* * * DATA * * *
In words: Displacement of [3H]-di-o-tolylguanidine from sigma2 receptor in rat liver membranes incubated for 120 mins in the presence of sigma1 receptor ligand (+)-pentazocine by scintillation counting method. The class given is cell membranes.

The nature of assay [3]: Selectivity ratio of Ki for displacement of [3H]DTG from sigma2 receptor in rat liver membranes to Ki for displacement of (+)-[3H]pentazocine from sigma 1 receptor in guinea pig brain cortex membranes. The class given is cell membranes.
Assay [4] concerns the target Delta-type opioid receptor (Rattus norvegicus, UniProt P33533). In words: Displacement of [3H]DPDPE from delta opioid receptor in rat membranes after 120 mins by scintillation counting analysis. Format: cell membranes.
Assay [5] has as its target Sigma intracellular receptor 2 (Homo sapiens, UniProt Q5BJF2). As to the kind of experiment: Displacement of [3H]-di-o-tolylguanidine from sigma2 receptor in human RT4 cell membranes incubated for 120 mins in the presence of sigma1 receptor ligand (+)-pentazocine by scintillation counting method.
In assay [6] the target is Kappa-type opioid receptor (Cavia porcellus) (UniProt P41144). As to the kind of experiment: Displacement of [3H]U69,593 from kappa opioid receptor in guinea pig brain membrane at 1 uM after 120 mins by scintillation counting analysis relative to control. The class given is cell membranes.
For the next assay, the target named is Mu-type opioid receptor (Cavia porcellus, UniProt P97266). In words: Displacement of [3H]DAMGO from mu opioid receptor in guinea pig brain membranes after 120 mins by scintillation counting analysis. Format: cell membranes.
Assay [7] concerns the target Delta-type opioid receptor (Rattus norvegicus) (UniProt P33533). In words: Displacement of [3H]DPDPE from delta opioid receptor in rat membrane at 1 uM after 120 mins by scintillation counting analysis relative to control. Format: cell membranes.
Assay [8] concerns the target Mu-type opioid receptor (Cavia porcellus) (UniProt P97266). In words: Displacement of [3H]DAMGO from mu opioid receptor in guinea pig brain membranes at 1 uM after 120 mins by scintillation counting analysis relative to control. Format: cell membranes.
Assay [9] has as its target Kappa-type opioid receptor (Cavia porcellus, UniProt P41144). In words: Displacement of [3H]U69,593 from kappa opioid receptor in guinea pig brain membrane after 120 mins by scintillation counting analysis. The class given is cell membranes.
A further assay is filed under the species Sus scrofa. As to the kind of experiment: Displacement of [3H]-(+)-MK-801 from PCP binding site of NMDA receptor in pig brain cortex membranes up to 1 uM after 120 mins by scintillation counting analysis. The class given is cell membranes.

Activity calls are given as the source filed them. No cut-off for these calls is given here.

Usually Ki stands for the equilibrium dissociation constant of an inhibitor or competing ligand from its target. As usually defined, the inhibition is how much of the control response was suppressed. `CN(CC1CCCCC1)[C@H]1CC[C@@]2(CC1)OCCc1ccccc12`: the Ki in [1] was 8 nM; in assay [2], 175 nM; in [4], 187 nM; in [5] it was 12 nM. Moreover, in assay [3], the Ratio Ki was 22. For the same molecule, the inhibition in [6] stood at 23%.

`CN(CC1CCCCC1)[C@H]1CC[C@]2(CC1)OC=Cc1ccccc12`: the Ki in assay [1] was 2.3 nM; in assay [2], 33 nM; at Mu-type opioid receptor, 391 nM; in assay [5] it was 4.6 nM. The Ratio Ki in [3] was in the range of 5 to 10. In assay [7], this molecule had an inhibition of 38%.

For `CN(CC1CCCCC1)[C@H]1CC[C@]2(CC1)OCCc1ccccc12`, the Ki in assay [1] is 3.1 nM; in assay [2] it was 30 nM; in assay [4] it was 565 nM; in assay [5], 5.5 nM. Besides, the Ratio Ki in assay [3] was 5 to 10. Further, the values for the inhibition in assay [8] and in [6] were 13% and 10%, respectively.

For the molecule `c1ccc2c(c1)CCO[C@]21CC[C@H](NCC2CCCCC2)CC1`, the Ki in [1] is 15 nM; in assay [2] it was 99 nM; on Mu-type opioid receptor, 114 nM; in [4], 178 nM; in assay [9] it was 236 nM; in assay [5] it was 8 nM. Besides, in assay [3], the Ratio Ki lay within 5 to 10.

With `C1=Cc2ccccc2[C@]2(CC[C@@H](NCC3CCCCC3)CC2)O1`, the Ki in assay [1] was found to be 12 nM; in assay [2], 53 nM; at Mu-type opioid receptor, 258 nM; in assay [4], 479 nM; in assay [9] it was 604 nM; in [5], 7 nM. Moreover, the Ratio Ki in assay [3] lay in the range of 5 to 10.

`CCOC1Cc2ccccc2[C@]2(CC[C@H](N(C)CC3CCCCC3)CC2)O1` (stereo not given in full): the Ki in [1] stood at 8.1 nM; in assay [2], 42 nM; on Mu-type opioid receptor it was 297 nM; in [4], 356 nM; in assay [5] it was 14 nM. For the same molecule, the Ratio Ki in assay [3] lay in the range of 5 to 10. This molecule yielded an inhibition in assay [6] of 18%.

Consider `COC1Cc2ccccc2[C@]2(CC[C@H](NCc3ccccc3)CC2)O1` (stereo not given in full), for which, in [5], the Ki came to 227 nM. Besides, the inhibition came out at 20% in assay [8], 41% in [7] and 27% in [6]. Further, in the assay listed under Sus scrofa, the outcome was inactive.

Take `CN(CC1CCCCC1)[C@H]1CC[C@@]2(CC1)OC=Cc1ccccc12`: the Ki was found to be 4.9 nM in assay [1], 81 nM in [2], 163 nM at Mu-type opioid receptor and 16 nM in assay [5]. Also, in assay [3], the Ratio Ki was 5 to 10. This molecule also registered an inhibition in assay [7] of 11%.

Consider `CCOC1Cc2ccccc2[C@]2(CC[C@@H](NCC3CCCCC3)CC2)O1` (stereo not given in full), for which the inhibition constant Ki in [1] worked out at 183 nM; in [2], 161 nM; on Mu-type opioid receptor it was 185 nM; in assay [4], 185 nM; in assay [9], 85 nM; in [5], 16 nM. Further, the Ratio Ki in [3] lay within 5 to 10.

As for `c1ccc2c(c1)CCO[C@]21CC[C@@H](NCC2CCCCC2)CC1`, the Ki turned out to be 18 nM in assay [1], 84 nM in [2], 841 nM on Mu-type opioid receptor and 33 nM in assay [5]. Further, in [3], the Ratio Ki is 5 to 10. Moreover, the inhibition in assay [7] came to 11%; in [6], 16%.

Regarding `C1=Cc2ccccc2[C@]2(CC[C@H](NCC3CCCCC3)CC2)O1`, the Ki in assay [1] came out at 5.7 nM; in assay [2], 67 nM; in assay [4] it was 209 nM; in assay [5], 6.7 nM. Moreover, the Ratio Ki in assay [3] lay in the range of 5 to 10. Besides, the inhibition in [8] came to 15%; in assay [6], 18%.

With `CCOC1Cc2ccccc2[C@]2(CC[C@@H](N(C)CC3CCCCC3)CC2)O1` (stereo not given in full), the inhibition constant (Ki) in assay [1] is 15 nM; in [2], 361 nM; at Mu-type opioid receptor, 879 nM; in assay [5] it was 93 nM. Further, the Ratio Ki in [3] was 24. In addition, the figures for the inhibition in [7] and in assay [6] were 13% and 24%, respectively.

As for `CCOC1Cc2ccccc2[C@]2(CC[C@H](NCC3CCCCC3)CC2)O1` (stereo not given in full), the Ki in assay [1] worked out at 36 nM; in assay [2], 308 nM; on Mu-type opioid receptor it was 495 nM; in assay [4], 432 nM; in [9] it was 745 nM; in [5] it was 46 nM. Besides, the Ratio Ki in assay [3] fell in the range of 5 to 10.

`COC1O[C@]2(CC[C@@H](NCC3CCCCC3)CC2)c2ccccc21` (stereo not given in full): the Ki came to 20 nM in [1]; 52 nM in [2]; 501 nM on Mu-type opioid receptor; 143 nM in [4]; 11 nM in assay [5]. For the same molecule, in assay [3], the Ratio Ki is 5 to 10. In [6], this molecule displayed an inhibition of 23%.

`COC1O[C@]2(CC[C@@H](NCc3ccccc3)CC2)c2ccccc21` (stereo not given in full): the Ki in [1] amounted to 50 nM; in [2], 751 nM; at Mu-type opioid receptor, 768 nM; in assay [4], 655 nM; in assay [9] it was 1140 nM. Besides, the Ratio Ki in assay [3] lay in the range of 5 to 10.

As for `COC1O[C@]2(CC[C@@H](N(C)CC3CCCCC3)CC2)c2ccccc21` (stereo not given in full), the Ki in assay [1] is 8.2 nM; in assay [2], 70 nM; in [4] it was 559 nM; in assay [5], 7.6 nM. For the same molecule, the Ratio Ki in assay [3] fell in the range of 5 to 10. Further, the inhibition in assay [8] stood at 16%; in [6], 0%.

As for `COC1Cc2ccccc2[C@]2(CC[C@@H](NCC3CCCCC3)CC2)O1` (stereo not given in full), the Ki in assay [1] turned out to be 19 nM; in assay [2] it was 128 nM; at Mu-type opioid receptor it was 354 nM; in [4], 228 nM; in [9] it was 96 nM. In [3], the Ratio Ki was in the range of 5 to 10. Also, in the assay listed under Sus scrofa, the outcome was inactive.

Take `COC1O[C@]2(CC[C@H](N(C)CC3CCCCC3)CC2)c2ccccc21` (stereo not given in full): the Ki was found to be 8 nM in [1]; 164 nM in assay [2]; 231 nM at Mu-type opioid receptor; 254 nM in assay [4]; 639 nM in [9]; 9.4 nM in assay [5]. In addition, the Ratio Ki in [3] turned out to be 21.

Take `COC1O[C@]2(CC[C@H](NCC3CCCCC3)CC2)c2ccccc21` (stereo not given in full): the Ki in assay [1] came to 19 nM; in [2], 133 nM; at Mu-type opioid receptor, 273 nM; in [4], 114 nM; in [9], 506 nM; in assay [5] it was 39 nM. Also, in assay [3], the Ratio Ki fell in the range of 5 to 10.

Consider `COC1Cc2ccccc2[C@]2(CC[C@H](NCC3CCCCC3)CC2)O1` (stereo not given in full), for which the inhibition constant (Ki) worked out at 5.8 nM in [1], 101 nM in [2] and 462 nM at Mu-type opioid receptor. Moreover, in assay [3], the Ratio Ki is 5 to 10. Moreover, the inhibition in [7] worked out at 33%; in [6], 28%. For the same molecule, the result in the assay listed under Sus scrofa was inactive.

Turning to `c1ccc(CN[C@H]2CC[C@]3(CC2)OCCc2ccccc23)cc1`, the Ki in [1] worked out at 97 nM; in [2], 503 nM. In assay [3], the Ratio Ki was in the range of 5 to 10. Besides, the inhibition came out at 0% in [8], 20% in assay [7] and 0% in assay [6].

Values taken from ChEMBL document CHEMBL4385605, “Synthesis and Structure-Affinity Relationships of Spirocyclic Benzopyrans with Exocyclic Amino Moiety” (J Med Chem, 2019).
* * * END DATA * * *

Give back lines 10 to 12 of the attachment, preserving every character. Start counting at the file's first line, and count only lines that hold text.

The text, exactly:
A further assay is filed under the species Sus scrofa. As to the kind of experiment: Displacement of [3H]-(+)-MK-801 from PCP binding site of NMDA receptor in pig brain cortex membranes up to 1 uM after 120 mins by scintillation counting analysis. The class given is cell membranes.

Activity calls are given as the source filed them. No cut-off for these calls is given here.

Usually Ki stands for the equilibrium dissociation constant of an inhibitor or competing ligand from its target. As usually defined, the inhibition is how much of the control response was suppressed. `CN(CC1CCCCC1)[C@H]1CC[C@@]2(CC1)OCCc1ccccc12`: the Ki in [1] was 8 nM; in assay [2], 175 nM; in [4], 187 nM; in [5] it was 12 nM. Moreover, in assay [3], the Ratio Ki was 22. For the same molecule, the inhibition in [6] stood at 23%.